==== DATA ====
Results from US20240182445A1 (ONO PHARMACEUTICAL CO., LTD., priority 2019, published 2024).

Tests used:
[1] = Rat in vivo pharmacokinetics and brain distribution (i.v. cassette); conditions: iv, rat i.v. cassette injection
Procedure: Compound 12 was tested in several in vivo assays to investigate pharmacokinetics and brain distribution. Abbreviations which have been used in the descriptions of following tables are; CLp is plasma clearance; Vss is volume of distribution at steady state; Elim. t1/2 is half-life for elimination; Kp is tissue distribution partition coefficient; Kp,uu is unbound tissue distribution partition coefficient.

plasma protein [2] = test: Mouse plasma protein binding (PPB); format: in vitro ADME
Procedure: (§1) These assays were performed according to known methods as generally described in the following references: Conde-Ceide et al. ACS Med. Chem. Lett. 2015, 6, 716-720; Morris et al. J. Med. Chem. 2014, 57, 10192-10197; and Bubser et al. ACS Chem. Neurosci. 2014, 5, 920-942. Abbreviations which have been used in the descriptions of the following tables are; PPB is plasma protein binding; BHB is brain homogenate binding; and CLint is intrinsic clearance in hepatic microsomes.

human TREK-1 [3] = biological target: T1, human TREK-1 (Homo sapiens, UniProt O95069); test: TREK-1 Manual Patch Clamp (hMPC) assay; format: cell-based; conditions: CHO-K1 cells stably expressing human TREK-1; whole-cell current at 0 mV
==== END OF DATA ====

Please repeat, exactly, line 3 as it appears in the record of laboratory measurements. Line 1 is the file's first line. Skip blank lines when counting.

[1] = Rat in vivo pharmacokinetics and brain distribution (i.v. cassette); conditions: iv, rat i.v. cassette injection